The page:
Currently CGM use is approved only for adjunctive use in the United States. CGM is to be used only in conjunction with traditional blood glucose testing and all treatment decisions should be based on blood glucose test results. Intermittent finger stick blood glucose monitoring is often described as a snapshot of diabetes control and CGM is likened to a movie that provides dynamic information about glucose control. Perhaps the most exciting component of CGM use is the trend data it provides. This additional information about the rate and direction of glucose change is very important. Take the model of blood glucose testing, a finger stick BG test of 90 mg/dL is considered a safe glucose level, now add the trend data that shows the glucose is going down at a rate of 2 mg/dL/min which means in 20 minutes the glucose may be at or below 50 mg/dL. This additional knowledge may prompt a different response, and in fact the trend data provided by CGM data may be used to prevent the glucose from dropping below or rising above the individual’s glucose targets. All of the currently FDA approved CGM systems used in the US have user programmable low and high glucose threshold alarms. These alarms can be programmed to alert the user when the glucose drops below or rises above the individually set thresholds.
While trend data is helpful for the user in day to day life for health care providers (HCP) a distinct advantage of CGM use is the complete glucose profiles it provides. Current CGM systems have software that is available to download and view information on glucose control including reports showing the modal day and statistics. This information, especially the data on nocturnal glycemic patterns, can be used in combination with the blood glucose levels to guide treatment decisions with a higher degree of confidence. The CGM tool can then be used as an adjunctive means of assessing how effective any therapy changes may be.
Initially starting patients on CGM can be challenging as they are often made aware of glucose trends that they were previously unaware of. Remind patients that perfection is not usually attainable but the goal of CGM use is continued improvement 26.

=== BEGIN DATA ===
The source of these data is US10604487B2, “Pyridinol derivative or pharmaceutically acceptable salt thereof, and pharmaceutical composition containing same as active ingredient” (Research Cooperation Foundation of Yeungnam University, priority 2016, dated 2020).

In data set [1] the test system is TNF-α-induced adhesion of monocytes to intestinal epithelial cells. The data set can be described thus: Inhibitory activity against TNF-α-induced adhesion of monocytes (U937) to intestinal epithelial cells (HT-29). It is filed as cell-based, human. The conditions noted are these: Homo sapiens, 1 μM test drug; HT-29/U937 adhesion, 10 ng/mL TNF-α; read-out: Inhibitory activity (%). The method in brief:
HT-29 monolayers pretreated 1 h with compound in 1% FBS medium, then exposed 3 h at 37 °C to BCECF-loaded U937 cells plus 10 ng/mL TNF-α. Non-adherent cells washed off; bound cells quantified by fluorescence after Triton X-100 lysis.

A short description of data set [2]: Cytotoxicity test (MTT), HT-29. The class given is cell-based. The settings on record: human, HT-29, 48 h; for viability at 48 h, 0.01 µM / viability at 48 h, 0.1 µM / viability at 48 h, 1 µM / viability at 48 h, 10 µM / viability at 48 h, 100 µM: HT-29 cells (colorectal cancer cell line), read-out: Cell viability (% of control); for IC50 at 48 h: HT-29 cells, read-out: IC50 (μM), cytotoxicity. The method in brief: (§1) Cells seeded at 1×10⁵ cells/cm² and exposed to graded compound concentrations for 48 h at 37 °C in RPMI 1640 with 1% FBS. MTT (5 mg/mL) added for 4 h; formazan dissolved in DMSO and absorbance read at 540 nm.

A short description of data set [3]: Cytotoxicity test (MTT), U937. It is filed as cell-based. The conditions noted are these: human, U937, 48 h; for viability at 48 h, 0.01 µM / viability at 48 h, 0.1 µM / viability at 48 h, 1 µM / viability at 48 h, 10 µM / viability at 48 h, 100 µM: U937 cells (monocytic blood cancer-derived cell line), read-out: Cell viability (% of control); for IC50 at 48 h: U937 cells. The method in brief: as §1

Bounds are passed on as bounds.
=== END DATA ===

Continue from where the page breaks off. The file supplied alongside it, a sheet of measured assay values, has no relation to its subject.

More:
Continuous subcutaneous insulin infusion (CSII) or insulin infusion pumps have been commercially available for almost 30 years 28. Since the initial pumps were developed there have been progressive improvements in their software features, and improvements in their size and the insulin infusion sets. Most pumps are attached to the subject using an infusion set catheter. A newer pump (a “patch” or “pod” pump) eliminates the need for infusion set tubing and manual insertion of the infusion set catheter. Two such pumps are the OmniPod and Solo™ Micro Pump. Current pump software features include the ability to calculate different carbohydrate to insulin ratios and different insulin sensitivities for correction doses at different times of the day. They also feature a calculation of residual insulin activity following an insulin bolus. Most pumps can now automatically receive data from a glucose meter (by radiofrequency (RF), or they have a glucose meter built into the pump), so glucose values do not need to be manually entered. A conscientious pump user can often achieve very good glycemic control if they monitor their blood glucose frequently, adjust their insulin doses based on an accurate assessment of the quantity and type of meals they are eating, and compensate for the effect of physical activity on glucose levels. This may require a prolonged bolus (square wave) for foods which are gradually absorbed, and often requires a pre-meal bolus of insulin prior to eating, especially in the morning, and temporary changes in basal infusion rates to account for physical activity. If the user also makes additional adjustments for activity level even better control can be achieved. However, dose delivery needs to be activated by the user. As with all chronic, lifelong conditions, the problem is the “human factor” with people remembering to give an insulin bolus before all meals, and knowing the amount of carbohydrate, protein and fat in the meal, and how rapidly the food will be absorbed. In a review on downloaded pump data at the Barbara Davis Center, 65% of adolescents were missing at least one meal bolus a week and their HbA1c was 0.8% higher than those not missing a meal bolus29.